Gambia and Senegal

Tour Overview
The Gambia is the smallest country of mainland Africa, surrounded by Senegal. The Senegal-Africa’s Sahel region lies between the Sahara Desert and the lush forests of Upper Guinea. The habitat here consists mostly of dry savannah, dry woodland and semi-desert but it also supports some of West Africa’s most important wetlands, and a wealth of special birds not easily found elsewhere.

This 12-day birding tour offers the chance to see a superb range of birds with excellent photographic opportunities. Highlights include African Finfoot, Pel’s Fishing Owl, White-crowned Lapwing, White-crested Tiger Heron, Black Crowned Crane, Arabian Bustard, Red-billed Tropicbird, Bat Hawk, Savile’s Bustard, Little Grey Woodpecker, Golden Nightjar, Sennar Penduline Tit, Brown Booby, River Prinia, Cricket Warbler, Adamawa Turtle Dove, Red-throated Bee-eater, Mali Firefinch, Chestnut-bellied Starling, Neumann’s Starling, White-fronted Black Chat, and Pied-winged Swallow.

TOUR INFO:  Tour starts and ends in Banjul
Tour duration: 12 days
Next group departure date:  To be confirmed
This birding tour can be booked as a private small group tour.

Itinerary – Day tot day Summary:
Day 1:
Tour starts in Banjul, transfer to Bijilo

Welcome to The Gambia! Your fantastic birding tour will start as soon as you touch down at Banjul International Airport. Birding will commence on our transfer to the hotel. This is a great time to familiarise yourself with the common birds of the area. Look out for Hooded Vulture, Pied Crow, Dark Chanting Goshawk, Starlings, Kites, and many more.

Day 2:
Kotu Creek and the rice fields, Gunjur Forest, and Kartong wetlands

Kotu Creek is an absolute “must visit”! Part of its appeal is the wide variety of habitats that can easily be visited during a day trip. These habitats include a mangrove lined creek with tidal mudflats, rice fields and open woodland, which harbours a fine selection of waders and water birds including various species of Herons, Egrets, Sacred and Hadada Ibises, African Spoonbill, Spur-winged Lapwing, and at least five different species of Kingfishers.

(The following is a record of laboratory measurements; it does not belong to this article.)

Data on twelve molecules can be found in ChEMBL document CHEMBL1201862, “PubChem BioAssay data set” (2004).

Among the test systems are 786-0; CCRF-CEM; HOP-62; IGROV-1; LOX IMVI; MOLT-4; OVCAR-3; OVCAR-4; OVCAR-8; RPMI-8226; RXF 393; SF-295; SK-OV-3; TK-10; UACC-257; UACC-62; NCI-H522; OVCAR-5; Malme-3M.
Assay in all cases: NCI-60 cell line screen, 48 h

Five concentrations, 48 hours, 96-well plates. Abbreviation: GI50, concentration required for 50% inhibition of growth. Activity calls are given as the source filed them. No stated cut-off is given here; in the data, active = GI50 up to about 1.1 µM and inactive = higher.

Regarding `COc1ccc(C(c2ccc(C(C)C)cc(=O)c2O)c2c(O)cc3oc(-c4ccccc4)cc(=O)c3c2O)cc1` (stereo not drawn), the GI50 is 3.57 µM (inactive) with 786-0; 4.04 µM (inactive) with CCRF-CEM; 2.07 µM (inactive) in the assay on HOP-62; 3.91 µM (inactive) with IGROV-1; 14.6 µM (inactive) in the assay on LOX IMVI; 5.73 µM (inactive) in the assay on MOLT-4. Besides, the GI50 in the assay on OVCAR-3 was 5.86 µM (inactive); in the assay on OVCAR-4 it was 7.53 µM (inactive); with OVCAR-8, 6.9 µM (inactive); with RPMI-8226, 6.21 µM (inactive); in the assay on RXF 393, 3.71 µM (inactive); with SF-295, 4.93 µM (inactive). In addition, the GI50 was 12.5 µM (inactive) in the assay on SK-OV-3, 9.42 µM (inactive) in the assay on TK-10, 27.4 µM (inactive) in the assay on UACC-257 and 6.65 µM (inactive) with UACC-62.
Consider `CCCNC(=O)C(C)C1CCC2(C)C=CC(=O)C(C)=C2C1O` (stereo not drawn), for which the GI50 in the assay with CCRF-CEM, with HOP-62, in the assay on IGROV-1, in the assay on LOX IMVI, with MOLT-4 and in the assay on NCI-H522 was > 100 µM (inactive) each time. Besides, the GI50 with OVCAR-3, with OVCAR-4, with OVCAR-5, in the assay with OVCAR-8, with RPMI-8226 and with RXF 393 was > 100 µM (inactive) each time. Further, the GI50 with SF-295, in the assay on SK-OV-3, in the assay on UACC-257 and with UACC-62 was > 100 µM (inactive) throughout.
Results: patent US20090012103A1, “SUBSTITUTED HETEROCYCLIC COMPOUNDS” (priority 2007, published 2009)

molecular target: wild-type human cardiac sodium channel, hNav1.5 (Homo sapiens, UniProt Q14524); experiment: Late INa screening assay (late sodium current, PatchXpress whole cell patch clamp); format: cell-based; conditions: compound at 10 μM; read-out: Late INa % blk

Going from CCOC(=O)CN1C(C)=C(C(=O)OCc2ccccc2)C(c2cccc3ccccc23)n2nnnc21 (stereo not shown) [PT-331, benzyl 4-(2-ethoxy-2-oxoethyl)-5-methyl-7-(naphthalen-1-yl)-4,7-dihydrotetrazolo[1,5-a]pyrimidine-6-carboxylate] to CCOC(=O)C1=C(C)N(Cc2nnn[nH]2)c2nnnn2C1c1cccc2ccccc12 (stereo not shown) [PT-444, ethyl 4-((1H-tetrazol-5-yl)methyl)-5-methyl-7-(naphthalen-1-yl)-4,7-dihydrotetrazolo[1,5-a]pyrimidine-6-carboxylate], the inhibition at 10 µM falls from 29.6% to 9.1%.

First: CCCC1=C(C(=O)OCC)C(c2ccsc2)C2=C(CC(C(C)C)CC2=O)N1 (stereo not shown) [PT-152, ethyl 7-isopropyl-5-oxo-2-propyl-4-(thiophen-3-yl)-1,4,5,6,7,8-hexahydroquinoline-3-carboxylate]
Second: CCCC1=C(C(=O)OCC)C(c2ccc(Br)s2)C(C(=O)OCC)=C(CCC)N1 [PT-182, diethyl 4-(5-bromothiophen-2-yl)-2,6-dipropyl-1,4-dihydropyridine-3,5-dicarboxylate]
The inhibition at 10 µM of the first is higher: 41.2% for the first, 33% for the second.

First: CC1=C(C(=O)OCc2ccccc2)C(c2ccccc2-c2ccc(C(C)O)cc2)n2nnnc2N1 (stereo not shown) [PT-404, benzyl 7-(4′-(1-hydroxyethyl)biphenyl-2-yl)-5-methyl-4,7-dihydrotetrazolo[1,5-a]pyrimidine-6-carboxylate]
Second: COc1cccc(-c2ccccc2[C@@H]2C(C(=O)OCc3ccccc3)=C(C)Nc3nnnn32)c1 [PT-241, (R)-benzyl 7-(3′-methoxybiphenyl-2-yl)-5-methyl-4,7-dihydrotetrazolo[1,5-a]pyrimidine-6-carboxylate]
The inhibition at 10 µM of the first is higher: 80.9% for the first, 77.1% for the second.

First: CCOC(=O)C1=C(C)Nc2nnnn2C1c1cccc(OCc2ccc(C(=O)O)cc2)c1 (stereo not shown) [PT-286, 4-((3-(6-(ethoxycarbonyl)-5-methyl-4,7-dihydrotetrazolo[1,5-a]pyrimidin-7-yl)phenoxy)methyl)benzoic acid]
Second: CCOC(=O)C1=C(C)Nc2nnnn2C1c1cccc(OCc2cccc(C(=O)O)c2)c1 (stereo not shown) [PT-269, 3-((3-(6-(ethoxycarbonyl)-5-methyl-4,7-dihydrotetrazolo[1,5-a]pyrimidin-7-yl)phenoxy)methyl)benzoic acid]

We will walk along the Nature Trail, rice paddy fields, cycle track, golf course and do a boat trip. After which we make our way to Gunjur and Kartong about 47km towards the coastline. Driving along the South Gambia road will give us the opportunity to spot a few species like Lizard Buzzard, Black-shouldered Kite, African Golden Oriole, Osprey, Palm-nut Vulture, Capuchin Babbler, Green Hylia, Greater Painted-snipe, Grey-headed Kingfisher, White-fronted Plover amongst many waders at the beach.

Gunjur forest and Kartong sand pitch constitutes gallery forest, dunes, and savannah woodlands with open marshes and reedbeds. To date 357 species of bird have been recorded at Kartong. The wetlands form the centre of the area and other adjacent habitats include sand dunes, foreshore, tidal mud flats, mangroves, savannah scrub, rice fields cultivations and a remnant of high forest. The extensive reed and rush beds provide roost refuge and breeding sites for some species which are difficult to see in the Gambia. Many of the species here are very approachable and allow wonderful photographic opportunities. Species recorded here recently include Northern Carmine Bee-eater, African Crake, Dwarf Bittern, Greater Painted-snipe, Allen’s Gallinule, African Pygmy-goose, Martial Eagle, Black Crowned Crane, Little Crake, Lesser Moorhen, Little Buttonquail, Blue-naped Mousebird, Green-headed Sunbird, White-fronted Plover, Black-crowned Sparrow Lark, Little Greenbul, Red-winged Pytilia, African-collared Dove and Cinnamon-breasted Bunting.

Day 3:
Driving up country via Soma and Farafenyi crossing the Senegambia bridge

We will start our day with an early breakfast in the hotel followed by our drive up country, via the towns of Soma and Farafenyi crossing the Senegambia bridge to our overnight stop at Morgan Kunda Lodge.

The town of Soma is an important crossroads, where the main east–west road in the country crosses the Trans-Gambia Highway and it also sits between Northern and Southern Senegal. A vibrant market town and the economic hub of the region, known for its assortments of cooked meat locally known as ‘dibitair’. Farafenyi town is just south of the border with Senegal and is an important market town. The population of Farafenni is around 25,000 and the main local language is Wolof, although Mandinka, Fula and other languages are also common.
Along the way we will stop at numerous key birding sites. Mandinaba rice fields, Farasutu and Pirang Forest, Kampanti rice fields, Bamakuno Forest, and Kiang West Lower River Region.

Farasutu forest is a community owned and managed Reserve and is about a 40-minute drive from the main hotels. This is a small patch of dense coastal woodland with freshwater pools, and mangrove swamps. This is one of best places to see the Grayish Eagle-Owl, Spotted Honeyguide, Sulphur-breasted Bush-shrike (Orange-breasted Bush-shrike), Orange-cheeked Waxbill, Senegal Thick-knee, Bar-breasted Firefinch, Giant Kingfisher, White-backed Night-Heron, Green-headed Sunbird plus many other species.